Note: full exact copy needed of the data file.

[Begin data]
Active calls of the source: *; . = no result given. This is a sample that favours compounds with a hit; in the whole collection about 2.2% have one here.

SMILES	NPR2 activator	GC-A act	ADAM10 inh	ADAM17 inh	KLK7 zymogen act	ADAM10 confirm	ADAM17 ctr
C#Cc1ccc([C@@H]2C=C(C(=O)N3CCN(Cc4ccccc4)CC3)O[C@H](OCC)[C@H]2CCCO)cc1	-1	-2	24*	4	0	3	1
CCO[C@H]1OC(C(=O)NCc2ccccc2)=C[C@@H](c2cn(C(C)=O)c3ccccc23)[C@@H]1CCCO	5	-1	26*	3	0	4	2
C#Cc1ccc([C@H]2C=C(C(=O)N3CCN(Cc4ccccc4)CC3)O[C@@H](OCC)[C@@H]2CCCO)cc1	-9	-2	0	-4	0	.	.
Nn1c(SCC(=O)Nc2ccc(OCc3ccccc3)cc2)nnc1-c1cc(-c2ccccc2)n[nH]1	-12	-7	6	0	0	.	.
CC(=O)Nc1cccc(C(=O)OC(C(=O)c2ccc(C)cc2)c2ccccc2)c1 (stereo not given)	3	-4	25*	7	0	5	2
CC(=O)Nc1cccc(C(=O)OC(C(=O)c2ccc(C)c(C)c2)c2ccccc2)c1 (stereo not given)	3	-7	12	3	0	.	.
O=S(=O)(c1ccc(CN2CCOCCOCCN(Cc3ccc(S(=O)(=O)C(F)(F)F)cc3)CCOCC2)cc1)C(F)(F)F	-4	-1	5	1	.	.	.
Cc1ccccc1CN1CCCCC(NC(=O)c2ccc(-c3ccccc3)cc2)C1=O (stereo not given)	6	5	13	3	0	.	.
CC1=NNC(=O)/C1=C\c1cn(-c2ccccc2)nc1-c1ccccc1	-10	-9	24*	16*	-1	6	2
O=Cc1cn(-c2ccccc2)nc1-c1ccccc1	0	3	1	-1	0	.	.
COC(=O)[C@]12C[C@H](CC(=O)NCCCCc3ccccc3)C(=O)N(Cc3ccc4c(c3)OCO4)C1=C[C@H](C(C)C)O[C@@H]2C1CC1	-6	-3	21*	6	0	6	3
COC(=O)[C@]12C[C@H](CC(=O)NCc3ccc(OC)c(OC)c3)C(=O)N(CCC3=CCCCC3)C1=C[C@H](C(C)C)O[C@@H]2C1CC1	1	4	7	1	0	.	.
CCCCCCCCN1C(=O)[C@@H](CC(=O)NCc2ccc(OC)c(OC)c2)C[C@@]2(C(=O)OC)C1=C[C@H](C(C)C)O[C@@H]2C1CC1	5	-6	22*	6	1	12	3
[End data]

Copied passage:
Active calls of the source: *; . = no result given. This is a sample that favours compounds with a hit; in the whole collection about 2.2% have one here.

SMILES	NPR2 activator	GC-A act	ADAM10 inh	ADAM17 inh	KLK7 zymogen act	ADAM10 confirm	ADAM17 ctr
C#Cc1ccc([C@@H]2C=C(C(=O)N3CCN(Cc4ccccc4)CC3)O[C@H](OCC)[C@H]2CCCO)cc1	-1	-2	24*	4	0	3	1
CCO[C@H]1OC(C(=O)NCc2ccccc2)=C[C@@H](c2cn(C(C)=O)c3ccccc23)[C@@H]1CCCO	5	-1	26*	3	0	4	2
C#Cc1ccc([C@H]2C=C(C(=O)N3CCN(Cc4ccccc4)CC3)O[C@@H](OCC)[C@@H]2CCCO)cc1	-9	-2	0	-4	0	.	.
Nn1c(SCC(=O)Nc2ccc(OCc3ccccc3)cc2)nnc1-c1cc(-c2ccccc2)n[nH]1	-12	-7	6	0	0	.	.
CC(=O)Nc1cccc(C(=O)OC(C(=O)c2ccc(C)cc2)c2ccccc2)c1 (stereo not given)	3	-4	25*	7	0	5	2
CC(=O)Nc1cccc(C(=O)OC(C(=O)c2ccc(C)c(C)c2)c2ccccc2)c1 (stereo not given)	3	-7	12	3	0	.	.
O=S(=O)(c1ccc(CN2CCOCCOCCN(Cc3ccc(S(=O)(=O)C(F)(F)F)cc3)CCOCC2)cc1)C(F)(F)F	-4	-1	5	1	.	.	.
Cc1ccccc1CN1CCCCC(NC(=O)c2ccc(-c3ccccc3)cc2)C1=O (stereo not given)	6	5	13	3	0	.	.
CC1=NNC(=O)/C1=C\c1cn(-c2ccccc2)nc1-c1ccccc1	-10	-9	24*	16*	-1	6	2
O=Cc1cn(-c2ccccc2)nc1-c1ccccc1	0	3	1	-1	0	.	.
COC(=O)[C@]12C[C@H](CC(=O)NCCCCc3ccccc3)C(=O)N(Cc3ccc4c(c3)OCO4)C1=C[C@H](C(C)C)O[C@@H]2C1CC1	-6	-3	21*	6	0	6	3
COC(=O)[C@]12C[C@H](CC(=O)NCc3ccc(OC)c(OC)c3)C(=O)N(CCC3=CCCCC3)C1=C[C@H](C(C)C)O[C@@H]2C1CC1	1	4	7	1	0	.	.
CCCCCCCCN1C(=O)[C@@H](CC(=O)NCc2ccc(OC)c(OC)c2)C[C@@]2(C(=O)OC)C1=C[C@H](C(C)C)O[C@@H]2C1CC1	5	-6	22*	6	1	12	3